We’ve all heard them. The positive body-image messages being shouted from the rooftops. The idea that ‘you are enough’ is slowly seeping into our collective consciousnesses. We say it but in our heart of hearts do we actually believe it?

So, if ‘you are enough’ is just a platitude, a bumper sticker, a thing as elusive as weight loss chocolate and imaginary as the tooth fairy or Santa Claus, how can we shift the message to make it tangible and believable?

It isn’t enough to tell women that they are just fine the way they are. I sometimes wonder if the constant telling is part of the problem. It feels like a trick. Like your mum telling you that your five-year-old drawing is the best she has ever seen. It’s nice. It feels good and your love her for it but even then, deep-down, you know she has to say that.

It’s this fault line between good intentions and our own sense of the truth that I think we (or at least I) are detecting in some of the body-positive rhetoric that is circulating. My *bullshit* meter is twitching.

We even try to fool each other. Maybe fool isn’t the right world. No, it’s ourselves that we try to fool. I will, with complete sincerity tell a friend that she is beautiful. I don’t care what size she is, whether she wears makeup or how she dresses. I honestly DON’T CARE.  I just don’t look at those indicators. To me, the women in my life are all the things we are supposed to love about other people: funny, kind, smart, sweary, cynical, jaded, (okay, maybe some of these might just be my criteria), HONEST.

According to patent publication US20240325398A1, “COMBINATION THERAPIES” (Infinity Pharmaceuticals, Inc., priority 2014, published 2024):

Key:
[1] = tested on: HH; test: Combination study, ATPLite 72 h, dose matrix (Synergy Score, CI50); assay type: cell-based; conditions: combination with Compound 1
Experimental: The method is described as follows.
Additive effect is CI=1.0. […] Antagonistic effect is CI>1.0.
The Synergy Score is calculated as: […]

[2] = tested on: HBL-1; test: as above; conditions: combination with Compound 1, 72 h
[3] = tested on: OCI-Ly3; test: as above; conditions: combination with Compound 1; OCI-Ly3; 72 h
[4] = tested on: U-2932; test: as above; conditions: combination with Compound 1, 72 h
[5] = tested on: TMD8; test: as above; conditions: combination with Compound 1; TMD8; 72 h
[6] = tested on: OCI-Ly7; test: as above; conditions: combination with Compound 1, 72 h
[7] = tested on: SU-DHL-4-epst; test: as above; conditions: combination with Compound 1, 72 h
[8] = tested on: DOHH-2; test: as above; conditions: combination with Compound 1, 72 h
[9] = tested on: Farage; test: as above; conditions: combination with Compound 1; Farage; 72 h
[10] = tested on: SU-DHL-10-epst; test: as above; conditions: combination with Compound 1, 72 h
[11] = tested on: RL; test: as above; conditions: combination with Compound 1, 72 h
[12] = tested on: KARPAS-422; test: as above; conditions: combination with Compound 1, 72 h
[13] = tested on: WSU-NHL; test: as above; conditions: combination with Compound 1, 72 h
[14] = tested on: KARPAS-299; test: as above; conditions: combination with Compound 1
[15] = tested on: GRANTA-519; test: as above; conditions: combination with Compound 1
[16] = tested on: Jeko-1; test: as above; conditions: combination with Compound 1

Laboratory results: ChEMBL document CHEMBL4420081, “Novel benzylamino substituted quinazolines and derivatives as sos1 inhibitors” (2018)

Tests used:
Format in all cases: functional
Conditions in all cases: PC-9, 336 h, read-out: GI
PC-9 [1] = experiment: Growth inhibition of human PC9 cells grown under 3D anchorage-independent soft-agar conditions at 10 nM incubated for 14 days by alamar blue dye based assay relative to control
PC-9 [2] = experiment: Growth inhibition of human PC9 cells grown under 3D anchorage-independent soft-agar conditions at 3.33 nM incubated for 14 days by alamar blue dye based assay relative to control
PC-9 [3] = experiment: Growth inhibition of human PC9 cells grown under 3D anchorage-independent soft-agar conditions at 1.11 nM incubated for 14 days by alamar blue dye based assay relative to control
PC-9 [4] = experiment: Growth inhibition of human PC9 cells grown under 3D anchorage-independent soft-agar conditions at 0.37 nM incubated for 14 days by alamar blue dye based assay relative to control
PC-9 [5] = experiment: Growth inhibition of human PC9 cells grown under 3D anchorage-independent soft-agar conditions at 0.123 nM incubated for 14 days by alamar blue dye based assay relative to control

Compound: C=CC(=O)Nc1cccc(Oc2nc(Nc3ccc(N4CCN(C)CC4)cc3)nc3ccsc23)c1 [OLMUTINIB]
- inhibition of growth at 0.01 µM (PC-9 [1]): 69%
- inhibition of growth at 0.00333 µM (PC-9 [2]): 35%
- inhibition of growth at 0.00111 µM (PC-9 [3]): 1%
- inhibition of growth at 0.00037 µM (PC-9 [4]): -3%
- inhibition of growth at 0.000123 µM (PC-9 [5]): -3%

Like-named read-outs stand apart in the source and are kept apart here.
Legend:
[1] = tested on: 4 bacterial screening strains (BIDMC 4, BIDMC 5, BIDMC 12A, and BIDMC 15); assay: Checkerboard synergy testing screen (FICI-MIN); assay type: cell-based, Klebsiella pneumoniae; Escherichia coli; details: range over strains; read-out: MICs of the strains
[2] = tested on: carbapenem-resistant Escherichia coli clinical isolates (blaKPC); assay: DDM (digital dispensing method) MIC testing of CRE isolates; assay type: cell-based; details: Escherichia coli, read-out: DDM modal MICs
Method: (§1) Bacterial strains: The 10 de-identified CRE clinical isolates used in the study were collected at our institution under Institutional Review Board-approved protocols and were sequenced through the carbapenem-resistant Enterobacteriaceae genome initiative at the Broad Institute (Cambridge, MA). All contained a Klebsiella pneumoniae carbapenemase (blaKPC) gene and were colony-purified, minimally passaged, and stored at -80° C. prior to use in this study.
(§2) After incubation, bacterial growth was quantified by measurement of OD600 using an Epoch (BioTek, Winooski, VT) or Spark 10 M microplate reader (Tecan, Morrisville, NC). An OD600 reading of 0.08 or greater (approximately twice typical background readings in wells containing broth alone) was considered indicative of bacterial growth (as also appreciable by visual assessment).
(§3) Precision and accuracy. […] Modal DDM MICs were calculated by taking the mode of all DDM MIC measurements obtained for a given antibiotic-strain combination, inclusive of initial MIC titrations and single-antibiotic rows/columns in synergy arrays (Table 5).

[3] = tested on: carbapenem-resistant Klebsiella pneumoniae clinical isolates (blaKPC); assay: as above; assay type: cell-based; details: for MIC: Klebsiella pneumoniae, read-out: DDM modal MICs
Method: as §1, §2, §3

Yet, in the same instant, as I extol their virtues I will remind myself of the number on the scales that morning. Those three vicious little numbers that glow like a possessed demon-child and spew-forth all the self-loathing and inadequacies that I would never impose on other women, and that, from the best I can tell, other women don’t impose on me.

Why is the body-positive message only partially grafted onto our consciousnesses then?  Why can’t I succumb to a sense of self-approval that lets me stop whining and just get on with the business of my life? Once again, this is where story (for me) comes into play.

Storyline A:

Once there was a beautiful princess. She was meek and mild with flowing golden hair and a teeny-tiny waste. She liked men (NOT women they were all against her), but not too much. Just enough though, that the first one to come along and do something nice for her would do. Babies, babies, babies (we think, the stories don’t go that far). Blah. She dies (probably killed by a younger female rival), the end.

After a while, women decided that this story sucked, so with a ‘little’ convincing (thousands of years) they were able to shift it—somewhat.

Story-line B:

Once there was a beautiful woman. She was quite smart (just the right level, in certain areas) and always made time between her long work hours, perfect children, home and career to get her hair and nails done. She always looked amazing in active-wear and never missed a workout. She was so supportive of her partner’s amazing career—without her they’d be nothing. Babies, babies… blah. She dies, the end.

Better?  A little?

My story-line:

Once there was a girl. She liked school and was pretty good at it. She met the person that understood her and together they shared a family They like to travel and do sport together. She isn’t perfect, but that’s irrelevant because she is healthy and they are happy.